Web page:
Research ArticleENVIRONMENTAL STUDIES

Escaping the perfect storm of simultaneous climate change impacts on agriculture and marine fisheries

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Science Advances  27 Nov 2019:
Vol. 5, no. 11, eaaw9976
DOI: 10.1126/sciadv.aaw9976
  • Fig. 1 IPCC vulnerability framework (AR4), adapted for our cross-sector analysis.

    Exposure refers here to the extent to which a food production sector is subject to a driver of change. Sensitivity refers to the strength of reliance, or dependency, on this sector in terms of employment, revenue, and food security. Adaptive capacity refers to the preconditions that enable a country to mobilize resources and adjust its food system in response to climate change–induced impacts of agriculture and fisheries. Note that IPCC now bridges the AR4 definition of vulnerability with the concept of risk (AR5).

  • Fig. 2 Dimensions of agriculture and marine fisheries vulnerability to climate change.

    (A and B) Average relative changes in agriculture productivity (maize, rice, soy, and wheat) and in maximum catch potential within exclusive economic zones projected by 2100 (RCP8.5) were used to estimate exposure of agriculture and fisheries, respectively. (C and D) Sensitivity on each sector is a composite metric of dependence for food, jobs, and revenue. (E and F) Adaptive capacity is based on future gross domestic product (GDP) per capita and is not sector specific. Socioeconomic indicators (C to F) are normalized between 0 (lowest possible value) and 100 (largest possible value). The right panels are latitudinal trends. Class intervals are quantiles.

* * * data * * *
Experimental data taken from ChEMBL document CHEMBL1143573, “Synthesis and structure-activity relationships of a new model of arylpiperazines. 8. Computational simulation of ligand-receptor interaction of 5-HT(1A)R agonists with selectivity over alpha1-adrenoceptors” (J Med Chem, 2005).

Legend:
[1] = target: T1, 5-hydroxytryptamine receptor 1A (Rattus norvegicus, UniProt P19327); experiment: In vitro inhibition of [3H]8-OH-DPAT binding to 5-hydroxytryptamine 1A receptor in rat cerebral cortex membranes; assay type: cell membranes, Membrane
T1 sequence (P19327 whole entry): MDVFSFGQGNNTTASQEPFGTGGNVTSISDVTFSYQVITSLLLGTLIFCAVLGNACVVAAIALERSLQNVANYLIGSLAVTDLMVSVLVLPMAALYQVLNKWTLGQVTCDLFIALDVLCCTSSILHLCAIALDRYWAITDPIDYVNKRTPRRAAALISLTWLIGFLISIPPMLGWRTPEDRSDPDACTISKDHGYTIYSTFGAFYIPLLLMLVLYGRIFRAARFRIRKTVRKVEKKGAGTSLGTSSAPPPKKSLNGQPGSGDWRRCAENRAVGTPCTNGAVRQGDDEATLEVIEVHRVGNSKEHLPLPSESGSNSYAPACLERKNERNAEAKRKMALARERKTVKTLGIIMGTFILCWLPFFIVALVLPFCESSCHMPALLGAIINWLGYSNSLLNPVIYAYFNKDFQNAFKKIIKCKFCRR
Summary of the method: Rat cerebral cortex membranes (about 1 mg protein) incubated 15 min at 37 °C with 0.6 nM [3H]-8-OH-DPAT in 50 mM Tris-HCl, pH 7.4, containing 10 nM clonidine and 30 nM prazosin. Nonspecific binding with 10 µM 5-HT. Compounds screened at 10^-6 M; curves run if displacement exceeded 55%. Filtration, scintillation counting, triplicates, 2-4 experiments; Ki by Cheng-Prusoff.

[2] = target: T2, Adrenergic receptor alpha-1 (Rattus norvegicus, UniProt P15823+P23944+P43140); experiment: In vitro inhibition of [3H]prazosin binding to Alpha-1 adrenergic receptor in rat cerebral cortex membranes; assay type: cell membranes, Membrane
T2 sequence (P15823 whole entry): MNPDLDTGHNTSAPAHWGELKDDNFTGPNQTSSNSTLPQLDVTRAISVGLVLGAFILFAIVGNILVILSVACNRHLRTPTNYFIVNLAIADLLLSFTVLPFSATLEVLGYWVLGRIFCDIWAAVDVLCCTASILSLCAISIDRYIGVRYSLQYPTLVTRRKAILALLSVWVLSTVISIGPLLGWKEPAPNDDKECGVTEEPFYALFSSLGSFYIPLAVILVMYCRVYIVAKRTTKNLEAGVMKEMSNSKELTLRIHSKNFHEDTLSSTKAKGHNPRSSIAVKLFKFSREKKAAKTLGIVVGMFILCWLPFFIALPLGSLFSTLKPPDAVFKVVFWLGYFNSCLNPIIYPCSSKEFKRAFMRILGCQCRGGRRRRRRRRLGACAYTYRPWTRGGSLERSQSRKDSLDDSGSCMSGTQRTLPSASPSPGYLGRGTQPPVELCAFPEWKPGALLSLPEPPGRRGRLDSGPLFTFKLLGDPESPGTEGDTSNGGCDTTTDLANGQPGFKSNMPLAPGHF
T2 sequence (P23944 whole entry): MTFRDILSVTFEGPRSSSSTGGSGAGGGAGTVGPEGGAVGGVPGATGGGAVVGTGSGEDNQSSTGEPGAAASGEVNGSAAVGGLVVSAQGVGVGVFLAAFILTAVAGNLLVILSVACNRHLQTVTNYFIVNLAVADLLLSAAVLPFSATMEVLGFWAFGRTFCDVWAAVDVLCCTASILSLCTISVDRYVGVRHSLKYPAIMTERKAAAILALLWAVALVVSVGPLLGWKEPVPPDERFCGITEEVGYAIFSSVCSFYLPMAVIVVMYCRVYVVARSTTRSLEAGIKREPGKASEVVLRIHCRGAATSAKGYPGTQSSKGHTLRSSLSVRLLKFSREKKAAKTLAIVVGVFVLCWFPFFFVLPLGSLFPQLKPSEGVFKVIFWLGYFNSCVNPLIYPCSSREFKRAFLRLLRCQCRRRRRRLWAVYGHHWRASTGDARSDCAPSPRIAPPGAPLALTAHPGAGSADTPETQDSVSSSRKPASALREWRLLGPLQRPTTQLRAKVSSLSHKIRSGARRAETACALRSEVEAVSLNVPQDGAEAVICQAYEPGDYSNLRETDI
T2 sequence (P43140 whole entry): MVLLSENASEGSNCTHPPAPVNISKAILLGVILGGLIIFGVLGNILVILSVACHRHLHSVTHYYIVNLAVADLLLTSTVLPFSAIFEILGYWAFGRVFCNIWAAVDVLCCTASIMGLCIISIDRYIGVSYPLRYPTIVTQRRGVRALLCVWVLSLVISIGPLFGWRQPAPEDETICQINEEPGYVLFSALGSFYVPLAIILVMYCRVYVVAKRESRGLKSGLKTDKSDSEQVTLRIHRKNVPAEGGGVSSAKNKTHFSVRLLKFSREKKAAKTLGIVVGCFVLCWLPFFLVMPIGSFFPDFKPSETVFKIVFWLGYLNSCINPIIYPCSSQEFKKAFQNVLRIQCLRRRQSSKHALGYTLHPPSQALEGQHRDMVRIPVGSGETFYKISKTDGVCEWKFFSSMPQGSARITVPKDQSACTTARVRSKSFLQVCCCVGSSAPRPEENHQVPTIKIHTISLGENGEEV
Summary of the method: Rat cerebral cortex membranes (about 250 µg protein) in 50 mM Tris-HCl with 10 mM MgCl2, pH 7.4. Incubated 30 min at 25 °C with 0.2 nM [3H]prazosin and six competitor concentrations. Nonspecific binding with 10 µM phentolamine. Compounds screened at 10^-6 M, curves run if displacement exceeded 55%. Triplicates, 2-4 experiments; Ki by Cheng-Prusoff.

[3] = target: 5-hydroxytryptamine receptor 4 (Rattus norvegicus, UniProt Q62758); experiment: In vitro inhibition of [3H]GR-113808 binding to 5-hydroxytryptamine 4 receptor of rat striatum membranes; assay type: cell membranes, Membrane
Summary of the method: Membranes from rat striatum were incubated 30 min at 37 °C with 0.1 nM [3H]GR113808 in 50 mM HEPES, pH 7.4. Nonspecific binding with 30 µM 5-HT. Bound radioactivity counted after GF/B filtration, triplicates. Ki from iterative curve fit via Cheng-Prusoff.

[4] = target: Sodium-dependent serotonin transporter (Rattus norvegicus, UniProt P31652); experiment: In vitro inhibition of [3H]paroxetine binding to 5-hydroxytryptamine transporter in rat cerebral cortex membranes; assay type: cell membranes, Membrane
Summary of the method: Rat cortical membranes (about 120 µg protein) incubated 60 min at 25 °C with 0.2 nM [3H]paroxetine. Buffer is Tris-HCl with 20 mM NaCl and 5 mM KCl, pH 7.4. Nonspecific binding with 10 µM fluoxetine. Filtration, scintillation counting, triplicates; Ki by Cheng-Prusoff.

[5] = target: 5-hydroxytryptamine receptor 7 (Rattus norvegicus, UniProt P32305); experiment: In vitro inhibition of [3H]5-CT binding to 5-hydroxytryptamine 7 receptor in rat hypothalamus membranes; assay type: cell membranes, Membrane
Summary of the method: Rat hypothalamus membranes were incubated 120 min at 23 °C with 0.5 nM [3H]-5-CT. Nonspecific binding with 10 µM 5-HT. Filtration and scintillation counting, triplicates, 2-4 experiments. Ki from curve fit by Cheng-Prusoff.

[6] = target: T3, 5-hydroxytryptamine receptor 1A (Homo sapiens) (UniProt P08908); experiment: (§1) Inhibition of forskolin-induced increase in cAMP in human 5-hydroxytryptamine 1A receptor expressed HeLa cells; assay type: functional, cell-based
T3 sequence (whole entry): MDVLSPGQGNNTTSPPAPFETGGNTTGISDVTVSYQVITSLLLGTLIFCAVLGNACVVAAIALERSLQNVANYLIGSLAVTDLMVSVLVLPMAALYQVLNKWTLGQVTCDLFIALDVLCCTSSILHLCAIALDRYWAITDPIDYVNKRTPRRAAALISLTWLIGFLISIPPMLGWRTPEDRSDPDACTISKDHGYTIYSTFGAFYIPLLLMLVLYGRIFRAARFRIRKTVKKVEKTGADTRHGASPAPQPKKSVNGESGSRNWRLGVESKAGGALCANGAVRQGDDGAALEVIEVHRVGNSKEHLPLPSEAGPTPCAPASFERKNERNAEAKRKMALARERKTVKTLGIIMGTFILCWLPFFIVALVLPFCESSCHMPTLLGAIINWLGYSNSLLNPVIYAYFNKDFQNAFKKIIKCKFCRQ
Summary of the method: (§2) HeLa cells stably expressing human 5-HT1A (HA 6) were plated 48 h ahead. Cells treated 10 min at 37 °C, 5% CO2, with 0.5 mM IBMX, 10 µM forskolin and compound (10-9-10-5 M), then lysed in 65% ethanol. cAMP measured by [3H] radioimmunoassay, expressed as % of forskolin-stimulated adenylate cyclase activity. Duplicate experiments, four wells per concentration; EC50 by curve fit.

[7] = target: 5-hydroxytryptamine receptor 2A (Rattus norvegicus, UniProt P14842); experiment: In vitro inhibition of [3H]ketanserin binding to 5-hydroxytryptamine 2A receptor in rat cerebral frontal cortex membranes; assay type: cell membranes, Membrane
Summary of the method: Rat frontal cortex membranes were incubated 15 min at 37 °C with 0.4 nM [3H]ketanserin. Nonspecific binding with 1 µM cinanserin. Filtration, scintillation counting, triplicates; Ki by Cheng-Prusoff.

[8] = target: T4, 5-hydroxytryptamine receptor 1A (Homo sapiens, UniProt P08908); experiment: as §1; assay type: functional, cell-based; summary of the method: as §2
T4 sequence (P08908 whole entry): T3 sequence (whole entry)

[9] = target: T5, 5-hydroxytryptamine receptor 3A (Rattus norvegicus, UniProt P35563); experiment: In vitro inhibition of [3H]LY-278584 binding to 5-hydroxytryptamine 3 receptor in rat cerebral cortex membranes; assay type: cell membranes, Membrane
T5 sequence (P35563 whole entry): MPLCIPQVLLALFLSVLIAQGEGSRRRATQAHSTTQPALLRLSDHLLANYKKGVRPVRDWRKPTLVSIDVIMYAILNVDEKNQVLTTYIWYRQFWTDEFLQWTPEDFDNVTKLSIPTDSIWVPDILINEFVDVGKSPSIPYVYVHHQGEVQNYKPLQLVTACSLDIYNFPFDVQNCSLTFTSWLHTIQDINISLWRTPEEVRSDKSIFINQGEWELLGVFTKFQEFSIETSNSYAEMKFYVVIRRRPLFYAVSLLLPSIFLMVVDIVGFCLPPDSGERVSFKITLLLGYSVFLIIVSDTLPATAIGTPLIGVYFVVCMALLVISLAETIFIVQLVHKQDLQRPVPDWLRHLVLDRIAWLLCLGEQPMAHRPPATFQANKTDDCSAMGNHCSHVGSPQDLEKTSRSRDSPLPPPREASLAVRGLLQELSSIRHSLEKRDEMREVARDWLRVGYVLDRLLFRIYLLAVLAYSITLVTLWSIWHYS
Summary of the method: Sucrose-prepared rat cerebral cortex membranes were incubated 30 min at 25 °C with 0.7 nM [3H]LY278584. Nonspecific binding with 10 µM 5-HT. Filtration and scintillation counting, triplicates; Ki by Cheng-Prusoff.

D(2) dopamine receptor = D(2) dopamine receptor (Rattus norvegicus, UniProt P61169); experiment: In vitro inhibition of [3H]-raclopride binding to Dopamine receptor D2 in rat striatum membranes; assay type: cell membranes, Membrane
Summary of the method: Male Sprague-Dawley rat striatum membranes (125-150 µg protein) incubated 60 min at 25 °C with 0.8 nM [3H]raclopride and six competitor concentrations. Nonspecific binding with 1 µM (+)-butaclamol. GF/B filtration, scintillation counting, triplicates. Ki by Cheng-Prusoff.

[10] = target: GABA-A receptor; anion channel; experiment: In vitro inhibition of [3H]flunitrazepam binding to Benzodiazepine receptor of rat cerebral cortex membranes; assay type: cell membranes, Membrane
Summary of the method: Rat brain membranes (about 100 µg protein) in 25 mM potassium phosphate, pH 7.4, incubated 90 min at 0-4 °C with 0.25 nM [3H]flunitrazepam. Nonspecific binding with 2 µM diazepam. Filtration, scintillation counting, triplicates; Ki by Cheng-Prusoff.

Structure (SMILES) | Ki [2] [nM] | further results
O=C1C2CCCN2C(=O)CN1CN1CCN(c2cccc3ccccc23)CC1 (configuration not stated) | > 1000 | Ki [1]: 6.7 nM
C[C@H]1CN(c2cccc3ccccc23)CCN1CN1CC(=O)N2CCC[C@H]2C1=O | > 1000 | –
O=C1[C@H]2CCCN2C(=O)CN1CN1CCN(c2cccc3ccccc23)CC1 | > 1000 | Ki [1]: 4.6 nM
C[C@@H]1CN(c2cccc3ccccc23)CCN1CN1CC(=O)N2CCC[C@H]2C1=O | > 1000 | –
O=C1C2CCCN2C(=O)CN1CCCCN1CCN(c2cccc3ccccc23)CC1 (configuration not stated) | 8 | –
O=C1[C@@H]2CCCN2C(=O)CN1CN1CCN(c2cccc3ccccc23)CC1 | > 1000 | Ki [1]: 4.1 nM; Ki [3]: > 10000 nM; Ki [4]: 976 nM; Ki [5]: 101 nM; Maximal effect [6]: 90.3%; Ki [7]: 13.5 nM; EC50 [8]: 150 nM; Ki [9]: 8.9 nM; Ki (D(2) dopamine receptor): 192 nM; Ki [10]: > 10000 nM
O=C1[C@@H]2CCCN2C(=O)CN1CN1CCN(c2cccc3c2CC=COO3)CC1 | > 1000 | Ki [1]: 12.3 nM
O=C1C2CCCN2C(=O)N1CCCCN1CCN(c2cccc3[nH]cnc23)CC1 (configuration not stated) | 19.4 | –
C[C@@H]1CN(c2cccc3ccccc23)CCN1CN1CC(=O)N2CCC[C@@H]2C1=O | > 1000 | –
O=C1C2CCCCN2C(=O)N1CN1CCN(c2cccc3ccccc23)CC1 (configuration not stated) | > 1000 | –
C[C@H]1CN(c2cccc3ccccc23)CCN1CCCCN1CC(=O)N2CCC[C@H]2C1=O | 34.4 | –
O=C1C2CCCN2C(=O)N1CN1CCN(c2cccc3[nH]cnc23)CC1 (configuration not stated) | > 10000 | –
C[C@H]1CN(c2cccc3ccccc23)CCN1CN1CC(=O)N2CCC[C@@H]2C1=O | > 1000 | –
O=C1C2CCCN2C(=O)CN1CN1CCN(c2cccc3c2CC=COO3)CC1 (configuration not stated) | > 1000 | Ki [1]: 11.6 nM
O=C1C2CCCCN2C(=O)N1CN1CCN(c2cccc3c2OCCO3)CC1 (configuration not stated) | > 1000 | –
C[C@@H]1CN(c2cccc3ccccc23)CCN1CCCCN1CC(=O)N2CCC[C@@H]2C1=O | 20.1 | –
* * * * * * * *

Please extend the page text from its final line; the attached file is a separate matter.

• Fig. 3 Vulnerability of agriculture and marine fisheries as a function of exposure, sensitivity, and adaptive capacity to the impacts of climate change.

    The bivariate map shows linked vulnerabilities of agriculture and fisheries for each country under RCP8.5. The 10 most vulnerable countries are indicated for agriculture (A) and marine fisheries (F). Right panel indicates latitudinal trends.

  • Fig. 4 Magnitude of changes in agriculture and marine fisheries productivity and affected population size, according to two CO2 emission scenarios.

    (A and B) Radial diagrams show projected concomitant changes in agriculture and marine fisheries productivity, where the angle describes the relative contribution of each sector to overall change (0°, gain in agriculture only; 90°, gain in fisheries only; 180°, loss in agriculture only; 270°, loss in fisheries only) and thus describes win-win (green), lose-lose (red), and win-lose (orange and blue) exposure categories. Each diagram consists of two rings. The inner ring represents the overall magnitude of the projected changes, measured as the distance between each country’s projected change and the origin (i.e., no change) in an orthogonal coordinate system. The outer ring indicates human population projected to be living at each bearing by 2100. (C) Alluvial diagram illustrates how the total number of people projected to experience win-win (green), win-lose (blue and orange), and lose-lose (red) situations varies according to the emission scenario. Numbers are in billions (summations may not be exact owing to rounding) and only account for the projected population by 2100. See fig. S1 for global maps of each exposure category and fig. S5 for model uncertainty surrounding these estimates.

  • Fig. 5 Climate mitigation benefits for agriculture and marine fisheries productivity at the country-level.